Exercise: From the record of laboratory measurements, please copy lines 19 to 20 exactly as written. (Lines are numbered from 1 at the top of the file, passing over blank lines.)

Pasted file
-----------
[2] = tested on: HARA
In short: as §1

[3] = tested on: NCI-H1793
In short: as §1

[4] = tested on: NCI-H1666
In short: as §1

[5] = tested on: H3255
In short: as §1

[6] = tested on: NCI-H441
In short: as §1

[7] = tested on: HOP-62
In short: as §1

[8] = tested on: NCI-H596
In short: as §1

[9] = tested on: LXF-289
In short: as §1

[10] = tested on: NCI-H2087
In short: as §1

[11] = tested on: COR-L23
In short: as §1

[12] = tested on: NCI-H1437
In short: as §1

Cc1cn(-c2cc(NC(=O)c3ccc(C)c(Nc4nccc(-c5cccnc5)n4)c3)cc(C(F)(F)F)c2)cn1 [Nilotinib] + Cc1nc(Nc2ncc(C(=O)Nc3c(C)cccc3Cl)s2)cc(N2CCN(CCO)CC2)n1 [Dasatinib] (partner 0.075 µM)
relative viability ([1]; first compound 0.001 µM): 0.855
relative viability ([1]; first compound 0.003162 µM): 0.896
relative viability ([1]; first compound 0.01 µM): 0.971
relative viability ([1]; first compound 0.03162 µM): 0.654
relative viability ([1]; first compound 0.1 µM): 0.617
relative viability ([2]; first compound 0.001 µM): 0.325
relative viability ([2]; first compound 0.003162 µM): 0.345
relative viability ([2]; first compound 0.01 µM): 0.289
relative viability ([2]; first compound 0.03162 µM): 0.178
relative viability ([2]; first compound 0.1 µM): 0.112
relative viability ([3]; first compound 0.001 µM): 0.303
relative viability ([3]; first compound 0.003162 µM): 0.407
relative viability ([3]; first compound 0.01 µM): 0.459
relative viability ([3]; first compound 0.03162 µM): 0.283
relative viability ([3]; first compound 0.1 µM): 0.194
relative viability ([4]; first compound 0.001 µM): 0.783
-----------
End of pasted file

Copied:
[11] = tested on: COR-L23
In short: as §1